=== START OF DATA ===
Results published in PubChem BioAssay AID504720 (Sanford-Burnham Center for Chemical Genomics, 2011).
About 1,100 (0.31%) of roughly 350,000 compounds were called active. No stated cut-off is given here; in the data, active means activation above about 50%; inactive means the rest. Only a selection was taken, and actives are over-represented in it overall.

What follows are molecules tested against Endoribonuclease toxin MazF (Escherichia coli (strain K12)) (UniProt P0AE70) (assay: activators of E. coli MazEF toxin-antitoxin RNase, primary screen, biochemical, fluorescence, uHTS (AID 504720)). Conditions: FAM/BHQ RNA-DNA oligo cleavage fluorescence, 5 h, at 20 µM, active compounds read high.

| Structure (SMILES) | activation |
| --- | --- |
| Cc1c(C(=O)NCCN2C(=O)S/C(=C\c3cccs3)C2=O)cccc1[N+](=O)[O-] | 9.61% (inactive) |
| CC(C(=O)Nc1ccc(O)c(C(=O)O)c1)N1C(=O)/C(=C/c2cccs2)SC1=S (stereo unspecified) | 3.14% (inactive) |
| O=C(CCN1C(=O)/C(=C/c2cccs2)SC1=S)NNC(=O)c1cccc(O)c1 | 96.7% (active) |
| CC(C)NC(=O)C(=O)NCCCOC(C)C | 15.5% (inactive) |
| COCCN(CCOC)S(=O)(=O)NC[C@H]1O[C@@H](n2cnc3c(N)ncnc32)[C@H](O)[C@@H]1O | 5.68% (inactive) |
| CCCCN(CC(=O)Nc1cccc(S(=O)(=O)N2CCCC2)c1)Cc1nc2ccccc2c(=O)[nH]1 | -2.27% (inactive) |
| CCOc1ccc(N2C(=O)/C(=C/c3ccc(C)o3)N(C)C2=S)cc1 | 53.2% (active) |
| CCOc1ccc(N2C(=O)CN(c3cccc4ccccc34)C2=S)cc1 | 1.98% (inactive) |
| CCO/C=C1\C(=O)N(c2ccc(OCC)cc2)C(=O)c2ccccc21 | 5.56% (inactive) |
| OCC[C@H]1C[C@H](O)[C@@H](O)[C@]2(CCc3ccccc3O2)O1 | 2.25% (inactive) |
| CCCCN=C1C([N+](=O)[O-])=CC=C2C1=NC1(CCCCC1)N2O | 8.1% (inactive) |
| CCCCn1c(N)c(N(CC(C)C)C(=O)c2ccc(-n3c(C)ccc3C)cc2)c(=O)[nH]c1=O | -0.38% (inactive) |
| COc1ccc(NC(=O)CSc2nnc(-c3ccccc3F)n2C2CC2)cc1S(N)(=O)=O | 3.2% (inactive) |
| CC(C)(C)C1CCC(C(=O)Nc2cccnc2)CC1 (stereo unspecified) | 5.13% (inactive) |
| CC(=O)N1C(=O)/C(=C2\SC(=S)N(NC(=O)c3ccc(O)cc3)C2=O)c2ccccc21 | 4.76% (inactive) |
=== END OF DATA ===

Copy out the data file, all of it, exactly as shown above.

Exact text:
Results published in PubChem BioAssay AID504720 (Sanford-Burnham Center for Chemical Genomics, 2011).
About 1,100 (0.31%) of roughly 350,000 compounds were called active. No stated cut-off is given here; in the data, active means activation above about 50%; inactive means the rest. Only a selection was taken, and actives are over-represented in it overall.

What follows are molecules tested against Endoribonuclease toxin MazF (Escherichia coli (strain K12)) (UniProt P0AE70) (assay: activators of E. coli MazEF toxin-antitoxin RNase, primary screen, biochemical, fluorescence, uHTS (AID 504720)). Conditions: FAM/BHQ RNA-DNA oligo cleavage fluorescence, 5 h, at 20 µM, active compounds read high.

| Structure (SMILES) | activation |
| --- | --- |
| Cc1c(C(=O)NCCN2C(=O)S/C(=C\c3cccs3)C2=O)cccc1[N+](=O)[O-] | 9.61% (inactive) |
| CC(C(=O)Nc1ccc(O)c(C(=O)O)c1)N1C(=O)/C(=C/c2cccs2)SC1=S (stereo unspecified) | 3.14% (inactive) |
| O=C(CCN1C(=O)/C(=C/c2cccs2)SC1=S)NNC(=O)c1cccc(O)c1 | 96.7% (active) |
| CC(C)NC(=O)C(=O)NCCCOC(C)C | 15.5% (inactive) |
| COCCN(CCOC)S(=O)(=O)NC[C@H]1O[C@@H](n2cnc3c(N)ncnc32)[C@H](O)[C@@H]1O | 5.68% (inactive) |
| CCCCN(CC(=O)Nc1cccc(S(=O)(=O)N2CCCC2)c1)Cc1nc2ccccc2c(=O)[nH]1 | -2.27% (inactive) |
| CCOc1ccc(N2C(=O)/C(=C/c3ccc(C)o3)N(C)C2=S)cc1 | 53.2% (active) |
| CCOc1ccc(N2C(=O)CN(c3cccc4ccccc34)C2=S)cc1 | 1.98% (inactive) |
| CCO/C=C1\C(=O)N(c2ccc(OCC)cc2)C(=O)c2ccccc21 | 5.56% (inactive) |
| OCC[C@H]1C[C@H](O)[C@@H](O)[C@]2(CCc3ccccc3O2)O1 | 2.25% (inactive) |
| CCCCN=C1C([N+](=O)[O-])=CC=C2C1=NC1(CCCCC1)N2O | 8.1% (inactive) |
| CCCCn1c(N)c(N(CC(C)C)C(=O)c2ccc(-n3c(C)ccc3C)cc2)c(=O)[nH]c1=O | -0.38% (inactive) |
| COc1ccc(NC(=O)CSc2nnc(-c3ccccc3F)n2C2CC2)cc1S(N)(=O)=O | 3.2% (inactive) |
| CC(C)(C)C1CCC(C(=O)Nc2cccnc2)CC1 (stereo unspecified) | 5.13% (inactive) |
| CC(=O)N1C(=O)/C(=C2\SC(=S)N(NC(=O)c3ccc(O)cc3)C2=O)c2ccccc21 | 4.76% (inactive) |